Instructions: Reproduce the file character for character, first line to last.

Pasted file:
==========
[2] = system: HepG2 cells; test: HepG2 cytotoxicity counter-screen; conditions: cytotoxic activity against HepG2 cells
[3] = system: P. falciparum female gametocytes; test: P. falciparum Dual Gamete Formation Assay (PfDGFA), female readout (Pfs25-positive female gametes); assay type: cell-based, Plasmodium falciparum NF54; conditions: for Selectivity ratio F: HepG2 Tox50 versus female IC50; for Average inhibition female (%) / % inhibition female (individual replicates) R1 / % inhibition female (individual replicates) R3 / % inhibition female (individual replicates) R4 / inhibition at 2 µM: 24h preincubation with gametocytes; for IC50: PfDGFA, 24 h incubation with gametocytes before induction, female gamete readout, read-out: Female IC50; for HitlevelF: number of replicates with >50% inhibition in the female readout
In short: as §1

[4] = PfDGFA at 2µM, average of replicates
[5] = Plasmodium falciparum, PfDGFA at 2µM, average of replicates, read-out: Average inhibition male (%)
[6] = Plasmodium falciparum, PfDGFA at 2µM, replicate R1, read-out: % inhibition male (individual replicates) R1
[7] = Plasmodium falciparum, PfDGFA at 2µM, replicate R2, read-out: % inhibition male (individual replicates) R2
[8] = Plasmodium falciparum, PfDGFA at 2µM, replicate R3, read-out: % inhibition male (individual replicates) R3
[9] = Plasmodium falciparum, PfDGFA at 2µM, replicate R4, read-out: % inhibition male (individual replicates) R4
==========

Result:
[2] = system: HepG2 cells; test: HepG2 cytotoxicity counter-screen; conditions: cytotoxic activity against HepG2 cells
[3] = system: P. falciparum female gametocytes; test: P. falciparum Dual Gamete Formation Assay (PfDGFA), female readout (Pfs25-positive female gametes); assay type: cell-based, Plasmodium falciparum NF54; conditions: for Selectivity ratio F: HepG2 Tox50 versus female IC50; for Average inhibition female (%) / % inhibition female (individual replicates) R1 / % inhibition female (individual replicates) R3 / % inhibition female (individual replicates) R4 / inhibition at 2 µM: 24h preincubation with gametocytes; for IC50: PfDGFA, 24 h incubation with gametocytes before induction, female gamete readout, read-out: Female IC50; for HitlevelF: number of replicates with >50% inhibition in the female readout
In short: as §1

[4] = PfDGFA at 2µM, average of replicates
[5] = Plasmodium falciparum, PfDGFA at 2µM, average of replicates, read-out: Average inhibition male (%)
[6] = Plasmodium falciparum, PfDGFA at 2µM, replicate R1, read-out: % inhibition male (individual replicates) R1
[7] = Plasmodium falciparum, PfDGFA at 2µM, replicate R2, read-out: % inhibition male (individual replicates) R2
[8] = Plasmodium falciparum, PfDGFA at 2µM, replicate R3, read-out: % inhibition male (individual replicates) R3
[9] = Plasmodium falciparum, PfDGFA at 2µM, replicate R4, read-out: % inhibition male (individual replicates) R4